Tarte Tatin

Tarte Tatin
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Classic tarte Tatin
Trés bon!

Whoa, there. Are you trying to click away from this post after reading the title because you think that it’ll be too difficult for you? Well, stop.

Like you, when we first saw this recipe (over 2 years ago) we thought that it would be beyond our capabilities. In fact, the original recipe is titled “Worth-the-Effort Tarte Tatin.” Worth-the-Effort? Nothing like making this seem nigh on impossible for anyone without decades of pastry-making experience. But, we here at Scratchin’ Central are going to let you in on a secret. Tarte tatin is pretty much just an upside-down apple pie. And, since it’s upside down, no one will even look to see if the crust is perfect.

Yep, an upside-down apple pie. That’s it. Now, doesn’t that sound as if this French dessert is something you can make? It does to us. So, follow along and see how easy this really is (Hint: you can do it.)

We will tell you that we modified this from the aforementioned recipe found The Lodge Cast Iron Cookbook, by The Lodge Company (yes, that’s the author, at least according to Amazon).

Tarte Tatin

Yield: one 8-inch tarte

Tarte Tatin


  • 6 Tbs butter
  • 1/2 cup + 2 Tbs (120g) granulated sugar
  • Pinch kosher salt
  • 4-5 pounds tart apples, peeled, cored, and halved.
  • 1 Pâte Brisée chilled and ready to roll

Abbreviated Instructions

Place butter, sugar, and salt in an 8-inch cast iron skillet (a number 8 skillet) over medium heat. As sugar begins to melt, stir gently until everything is completely melted. Reduce heat to medium-low and cook until caramel is a deep brown, about 5 minutes. Remove from heat.

Place apple halves in the caramel sauce, stem side up, tightly packed and arranged in concentric circles.

Place the pan back over medium heat, and cook until the bottoms of the apples are caramelized and soft. Use a fork to turn over and continue cooking until apples are tender and completely caramelized, about 45 to 60 minutes.

Let cool to room temperature.

Preheat oven to 375°F.

If there's more than 1/2-inch of juice in the pan, carefully pour off some into a small saucepan. You can boil this into a syrup to drizzle over the tarte when serving.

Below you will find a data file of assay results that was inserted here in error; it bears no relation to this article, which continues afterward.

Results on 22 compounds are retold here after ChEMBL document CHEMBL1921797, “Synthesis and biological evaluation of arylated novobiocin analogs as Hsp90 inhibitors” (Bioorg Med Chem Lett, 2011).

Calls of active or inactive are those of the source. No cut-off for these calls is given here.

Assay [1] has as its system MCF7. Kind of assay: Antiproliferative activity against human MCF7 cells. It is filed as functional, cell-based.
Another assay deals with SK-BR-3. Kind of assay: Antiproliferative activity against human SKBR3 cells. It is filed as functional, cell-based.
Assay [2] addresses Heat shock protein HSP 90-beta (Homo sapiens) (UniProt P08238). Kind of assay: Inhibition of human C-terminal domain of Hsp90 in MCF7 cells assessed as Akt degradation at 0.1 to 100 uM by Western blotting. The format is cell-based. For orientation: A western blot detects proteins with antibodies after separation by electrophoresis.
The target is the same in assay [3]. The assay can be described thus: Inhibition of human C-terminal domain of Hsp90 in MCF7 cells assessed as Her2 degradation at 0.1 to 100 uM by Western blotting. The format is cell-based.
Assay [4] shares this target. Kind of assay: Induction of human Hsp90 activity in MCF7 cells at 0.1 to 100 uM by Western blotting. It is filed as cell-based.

Roll dough into a circle about 1 inch larger than the cast iron pan. Place over the apples and tuck the excess crust down along the sides.

Bake until crust is golden brown and crisp, about 25 minutes.

Let cool 15 minutes, then invert onto a plate.


Ingredient discussion:

mise en place
Only a few ingredients are needed to make a tarte Tatin. It’s caramelizing the apples that makes it shine.

If you don’t have a favorite pie crust recipe (and even if you have), we suggest using this crust recipe. Why? It always works. It’s the easiest we know of. It makes perfect crust. For the apples, we used a mix of some organic Galas and organic Fujis, but we think that a mix of pretty much any good baking apple will work well. Use unsalted butter because you only want a pinch of salt, and using salted butter would be overkill.

Procedure in detail:

ingredients for caramel sauce
Sugar, butter, a pinch of salt, and heat is all that is needed to make the caramel.
Once the sugar melts, it'll caramelize quickly, so watch it closely or you'll have carbon.
Once the sugar melts, it’ll caramelize quickly, so watch it closely or you’ll have carbon.

Make caramel sauce. Place the sugar, salt, and butter into an 8-inch cast iron pan (a number 8 size), over medium heat. The butter will melt, followed by the sugar. When the sugar starts to melt, stir it gently with a wooden spoon until it’s completely melted. Turn the heat down to medium low and let the sugar caramelize to a nice dark brown, without stirring. A few wisps of smoke will come off the sugar when it’s pretty much ready. Remove from heat.